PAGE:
MILWAUKEE -- Milwaukee Mayor Tom Barrett said he feels fine and his office at City Hall is closed. Now, he's leading Milwaukee from his home, in self-quarantine after learning Thursday, March 19 that he came in contact with a person who tested positive for COVID-19.
Barrett said he's "feeling great" and does not have a fever or any other symptoms. He was exposed to the person on Friday, March 13 and will remain in self-quarantine for 14 days following the date of exposure.
"I have not been tested, but I am working from home here and I'm learning a lot about technology that I didn't know before," Barrett said.
The interaction with the person who tested positive happened in the city hall complex, Barrett said -- nothing out of the ordinary. Barrett also said the person is someone who he "works with on a regular basis."
With people in the community worried that they, too, may be exposed to or catch the virus, Barrett's message is straightforward -- stay home if you can.
"My message to people is, if you can, stay home. You are safer at home. Please. We'll get through this," he said. "But we're going to have a lot less tension, a lot less sick people if people stay home. You are safer at home, so we're asking people to please stay home."
Barrett told FOX6 News that his recommendation to stay home is just that -- a recommendation. He will provide an update at a later time as to what he can do to aid the city's response to the pandemic from home and when, if at all, a formal shelter-in-place order may be necessary.
FOX6's Jason Calvi and Barrett sat down -- virtually, of course -- for a Q&A about his situation and the spread of the coronavirus in Milwaukee:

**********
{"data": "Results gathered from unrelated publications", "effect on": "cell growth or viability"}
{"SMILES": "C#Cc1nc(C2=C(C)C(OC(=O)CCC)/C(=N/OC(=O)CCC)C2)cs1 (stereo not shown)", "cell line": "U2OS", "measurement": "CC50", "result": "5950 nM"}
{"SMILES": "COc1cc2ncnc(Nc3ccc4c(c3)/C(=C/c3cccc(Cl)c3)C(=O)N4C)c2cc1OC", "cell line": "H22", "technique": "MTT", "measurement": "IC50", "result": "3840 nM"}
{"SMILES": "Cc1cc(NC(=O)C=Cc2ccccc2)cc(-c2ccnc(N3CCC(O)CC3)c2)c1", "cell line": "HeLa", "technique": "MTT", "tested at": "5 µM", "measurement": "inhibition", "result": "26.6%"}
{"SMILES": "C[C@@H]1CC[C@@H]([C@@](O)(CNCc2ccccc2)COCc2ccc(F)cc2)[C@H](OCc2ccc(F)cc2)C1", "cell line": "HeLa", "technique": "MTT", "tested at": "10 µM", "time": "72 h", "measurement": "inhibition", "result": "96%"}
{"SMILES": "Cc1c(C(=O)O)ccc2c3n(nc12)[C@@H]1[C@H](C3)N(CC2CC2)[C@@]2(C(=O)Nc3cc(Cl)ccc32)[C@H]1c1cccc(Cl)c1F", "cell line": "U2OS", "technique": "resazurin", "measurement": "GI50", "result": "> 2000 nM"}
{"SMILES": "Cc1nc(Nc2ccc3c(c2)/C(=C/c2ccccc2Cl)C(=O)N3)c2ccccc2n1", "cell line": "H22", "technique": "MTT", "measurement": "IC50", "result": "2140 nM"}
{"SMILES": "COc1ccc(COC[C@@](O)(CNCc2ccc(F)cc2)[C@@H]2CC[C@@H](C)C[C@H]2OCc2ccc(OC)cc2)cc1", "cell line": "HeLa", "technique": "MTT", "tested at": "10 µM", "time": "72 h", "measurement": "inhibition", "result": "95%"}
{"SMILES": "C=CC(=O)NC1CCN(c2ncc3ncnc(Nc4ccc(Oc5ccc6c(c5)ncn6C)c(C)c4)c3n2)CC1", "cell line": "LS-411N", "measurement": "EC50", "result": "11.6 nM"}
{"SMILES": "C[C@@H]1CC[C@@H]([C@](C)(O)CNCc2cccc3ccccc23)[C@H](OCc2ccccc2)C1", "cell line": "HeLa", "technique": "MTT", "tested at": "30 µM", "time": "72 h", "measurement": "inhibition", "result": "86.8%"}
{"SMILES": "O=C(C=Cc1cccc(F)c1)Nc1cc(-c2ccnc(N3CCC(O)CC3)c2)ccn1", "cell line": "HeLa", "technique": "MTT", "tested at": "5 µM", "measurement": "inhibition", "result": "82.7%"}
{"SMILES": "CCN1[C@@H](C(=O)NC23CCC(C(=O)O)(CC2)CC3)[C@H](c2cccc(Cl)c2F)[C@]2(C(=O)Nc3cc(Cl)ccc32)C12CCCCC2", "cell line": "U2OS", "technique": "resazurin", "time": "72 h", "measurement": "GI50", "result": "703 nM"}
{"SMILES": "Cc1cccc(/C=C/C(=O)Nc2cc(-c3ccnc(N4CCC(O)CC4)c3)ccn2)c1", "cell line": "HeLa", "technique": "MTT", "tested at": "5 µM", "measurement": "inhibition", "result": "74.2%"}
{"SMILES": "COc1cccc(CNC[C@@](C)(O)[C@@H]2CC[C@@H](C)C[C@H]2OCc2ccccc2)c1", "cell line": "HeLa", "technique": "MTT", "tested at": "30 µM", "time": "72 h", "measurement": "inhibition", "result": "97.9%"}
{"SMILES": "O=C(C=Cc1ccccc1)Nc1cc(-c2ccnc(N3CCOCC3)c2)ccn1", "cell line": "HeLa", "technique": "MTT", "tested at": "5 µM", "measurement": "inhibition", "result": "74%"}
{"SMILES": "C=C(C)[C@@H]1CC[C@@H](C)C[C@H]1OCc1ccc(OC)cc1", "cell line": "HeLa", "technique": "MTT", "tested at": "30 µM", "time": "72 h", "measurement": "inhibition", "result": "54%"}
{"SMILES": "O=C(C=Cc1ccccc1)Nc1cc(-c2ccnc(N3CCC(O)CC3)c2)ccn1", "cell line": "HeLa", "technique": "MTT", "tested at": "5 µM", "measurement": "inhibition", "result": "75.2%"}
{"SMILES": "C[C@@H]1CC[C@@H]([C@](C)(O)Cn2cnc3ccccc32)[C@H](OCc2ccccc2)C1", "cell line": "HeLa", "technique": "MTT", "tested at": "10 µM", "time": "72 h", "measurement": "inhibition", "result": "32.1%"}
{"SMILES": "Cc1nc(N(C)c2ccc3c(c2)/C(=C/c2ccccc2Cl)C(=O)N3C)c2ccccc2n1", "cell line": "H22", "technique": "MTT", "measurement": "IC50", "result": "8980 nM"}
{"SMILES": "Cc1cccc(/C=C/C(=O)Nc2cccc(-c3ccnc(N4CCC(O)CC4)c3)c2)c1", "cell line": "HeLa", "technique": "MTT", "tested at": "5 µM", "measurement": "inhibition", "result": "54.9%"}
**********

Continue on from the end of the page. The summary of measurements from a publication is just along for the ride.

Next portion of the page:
Q: How can you run the city, when you are not at city hall?
A: Technology is amazing. I've had a cabinet meeting, I have had a meeting with our emergency operating command. I've had meetings with our fire chief, police chief. We've had many, many phone meetings and, just like this interview, normally this meeting would take place in city hall, so obviously everyone is acclimating to the new reality, which is so much of this is being done by technology. We're going to get this done, we're going to get through this, so I want people to be calm. It's very, very serious, but, if we act as a community, we're going to get through this, and one of my main messages is: even if you think you're a superman, or think you're a superwoman, you do not want to get somebody else infected with this. So please, please stay safer at home and stay at home.
Q: Any silver lings here? Are you now thinking about having a little extra time to do some of these things which you've done in the past?
A: I'm not used to seeing my wife when I take work breaks. So, she's a teacher, she's working in the kitchen, she's working with her students. I'm here in the living room. One of our daughters is upstairs. so I'm just not used to having these little breaks with my wife here at work and that's very, very nice.
Q: At least one governor has placed a "shelter-in-place" in place, is that something you are considering at the city level?
A: What we are looking at is a safer home initiative because, again, my focus is on safety. That's 100% of what my focus is, is safety. if you are at home, you are going to be safer at home. If we look at something, and we've been in touch with the state, that's what the directive would be. That you stay home because you are safer at home.
Q: Right now, it's just an encouragement, but do you think at some point you might have to take more drastic measures in making an actual order?
A: Yes, because people are safer at home. Again, I want to keep this focus on safety because I think that's really the issue we are talking about here. How can you be safe, personally? How can you make sure that your family members, your neighbors, the people that you run into in the community, how they can be safe? The best way to do it, which runs counter to our nature as human beings, is to isolate ourselves.